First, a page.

# How do astronomers count stars in the Milky way? (procedure, method)

## Main Question or Discussion Point

Hey guys,

What method do astronomers use to count the stars in the galaxy to come up with a number ?

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Chronos
Gold Member
It is an inexact science, not a hand count. Gravity is one method.

What method do astronomers use to count the stars in the galaxy to come up with a number ?

For "*the* galaxy," e.g. our galaxy, it is complicated and inexact as Chronos points out, but the basic idea is something like the following:

1) count the ones observable (using all-sky surveys and computer programs)
2) figure out what region of the milky way these stars are in (e.g. their distance and direction away)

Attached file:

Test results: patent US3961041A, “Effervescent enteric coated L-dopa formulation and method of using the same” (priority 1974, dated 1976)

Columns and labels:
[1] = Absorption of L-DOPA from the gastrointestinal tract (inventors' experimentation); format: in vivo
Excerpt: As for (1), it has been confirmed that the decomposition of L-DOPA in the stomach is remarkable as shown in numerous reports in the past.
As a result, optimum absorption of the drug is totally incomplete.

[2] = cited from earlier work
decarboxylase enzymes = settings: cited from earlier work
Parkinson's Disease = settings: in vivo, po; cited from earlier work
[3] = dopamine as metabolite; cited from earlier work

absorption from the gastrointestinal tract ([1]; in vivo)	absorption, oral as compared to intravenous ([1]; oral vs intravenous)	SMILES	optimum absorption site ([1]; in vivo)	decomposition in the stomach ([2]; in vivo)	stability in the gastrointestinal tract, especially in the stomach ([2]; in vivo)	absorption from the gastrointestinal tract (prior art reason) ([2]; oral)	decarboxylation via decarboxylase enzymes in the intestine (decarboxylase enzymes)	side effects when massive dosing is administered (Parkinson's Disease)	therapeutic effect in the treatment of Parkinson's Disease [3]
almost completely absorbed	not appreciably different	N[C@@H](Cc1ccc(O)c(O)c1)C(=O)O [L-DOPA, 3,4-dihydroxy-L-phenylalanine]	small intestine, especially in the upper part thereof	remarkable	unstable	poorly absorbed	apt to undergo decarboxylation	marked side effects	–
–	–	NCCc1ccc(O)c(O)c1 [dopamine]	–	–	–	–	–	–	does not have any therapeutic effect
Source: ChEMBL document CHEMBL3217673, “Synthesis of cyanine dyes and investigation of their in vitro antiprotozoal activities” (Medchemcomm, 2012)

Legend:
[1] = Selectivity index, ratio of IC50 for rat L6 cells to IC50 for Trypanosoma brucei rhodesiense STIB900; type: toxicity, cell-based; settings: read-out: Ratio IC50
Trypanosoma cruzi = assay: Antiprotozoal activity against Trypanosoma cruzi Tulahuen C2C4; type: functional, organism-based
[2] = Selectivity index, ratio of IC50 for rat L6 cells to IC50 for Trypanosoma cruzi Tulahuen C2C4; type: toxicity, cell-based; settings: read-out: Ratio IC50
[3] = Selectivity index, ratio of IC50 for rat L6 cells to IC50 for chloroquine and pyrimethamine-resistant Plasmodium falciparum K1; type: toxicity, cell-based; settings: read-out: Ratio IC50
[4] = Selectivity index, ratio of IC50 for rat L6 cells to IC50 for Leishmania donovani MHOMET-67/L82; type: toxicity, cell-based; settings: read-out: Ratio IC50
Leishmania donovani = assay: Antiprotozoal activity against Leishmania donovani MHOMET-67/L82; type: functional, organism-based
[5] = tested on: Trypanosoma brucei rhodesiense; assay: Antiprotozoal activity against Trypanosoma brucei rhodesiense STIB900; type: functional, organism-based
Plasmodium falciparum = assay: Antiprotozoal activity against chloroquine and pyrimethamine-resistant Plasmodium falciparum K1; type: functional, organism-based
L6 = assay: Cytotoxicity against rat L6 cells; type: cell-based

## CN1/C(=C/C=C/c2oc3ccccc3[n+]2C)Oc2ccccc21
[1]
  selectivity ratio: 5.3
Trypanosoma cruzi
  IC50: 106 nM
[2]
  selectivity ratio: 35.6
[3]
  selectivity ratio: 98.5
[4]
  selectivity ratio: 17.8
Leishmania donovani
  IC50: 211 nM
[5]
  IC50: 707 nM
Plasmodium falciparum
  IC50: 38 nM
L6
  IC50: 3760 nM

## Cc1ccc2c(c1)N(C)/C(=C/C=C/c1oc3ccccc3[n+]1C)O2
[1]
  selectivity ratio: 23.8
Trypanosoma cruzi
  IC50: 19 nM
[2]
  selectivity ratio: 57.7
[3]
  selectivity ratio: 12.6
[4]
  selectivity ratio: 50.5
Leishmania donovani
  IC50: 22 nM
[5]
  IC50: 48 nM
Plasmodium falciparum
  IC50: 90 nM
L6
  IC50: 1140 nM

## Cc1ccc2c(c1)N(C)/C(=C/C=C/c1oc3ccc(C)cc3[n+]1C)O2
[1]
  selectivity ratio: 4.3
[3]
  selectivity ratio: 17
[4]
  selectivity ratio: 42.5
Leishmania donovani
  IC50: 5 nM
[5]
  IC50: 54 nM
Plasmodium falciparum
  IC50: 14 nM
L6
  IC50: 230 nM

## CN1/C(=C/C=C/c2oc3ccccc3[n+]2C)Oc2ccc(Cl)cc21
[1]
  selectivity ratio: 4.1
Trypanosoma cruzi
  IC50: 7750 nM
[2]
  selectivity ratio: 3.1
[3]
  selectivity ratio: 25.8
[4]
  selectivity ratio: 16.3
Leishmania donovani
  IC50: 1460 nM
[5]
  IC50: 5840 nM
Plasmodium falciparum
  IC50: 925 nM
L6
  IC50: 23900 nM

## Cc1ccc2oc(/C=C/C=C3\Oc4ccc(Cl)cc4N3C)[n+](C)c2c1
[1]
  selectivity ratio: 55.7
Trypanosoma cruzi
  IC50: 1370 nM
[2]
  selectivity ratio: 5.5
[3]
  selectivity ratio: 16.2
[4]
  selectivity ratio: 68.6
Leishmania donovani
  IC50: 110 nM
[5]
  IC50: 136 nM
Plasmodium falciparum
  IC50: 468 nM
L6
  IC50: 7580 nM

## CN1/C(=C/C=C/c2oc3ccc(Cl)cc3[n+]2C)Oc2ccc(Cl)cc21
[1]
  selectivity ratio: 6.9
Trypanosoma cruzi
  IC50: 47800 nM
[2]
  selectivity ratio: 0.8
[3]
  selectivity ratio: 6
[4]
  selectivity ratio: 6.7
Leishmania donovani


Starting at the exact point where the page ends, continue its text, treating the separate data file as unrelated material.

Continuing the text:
3) use statistics to account for selection biases (e.g. we only see the brighter, nearer stars) to generalize to the total number of stars in the galaxy.

Thanks for that!!

Answer me this if you can.

Lets say one way is to use a sampling method. How can we count/sample the stars when we are inside the milkyway? Or, how can we use simple methods to count stars we can see in the sky, or on a all sky survey?

Can you get a good picture of a all sky survey?

Check this out, for example: https://www.cfa.harvard.edu/~rkirshner/MilkyWay.jpg
I'm not sure what kind of images they actually use for such estimates however.

Lets say one way is to use a sampling method. How can we count/sample the stars when we are inside the milkyway? Or, how can we use simple methods to count stars we can see in the sky, or on a all sky survey?
I'm not entirely clear on what you're asking. We know our basic position in the milky way, so if we could the stars near us (the ones we can easily see) we can try to compensate (statistically) for our position... also, one could use the direction dependence of the observed population of stars (very apparent in the above link), to construct an analytical model for the milky way's stellar distribution---then integrate to estimate the total.
Does that help?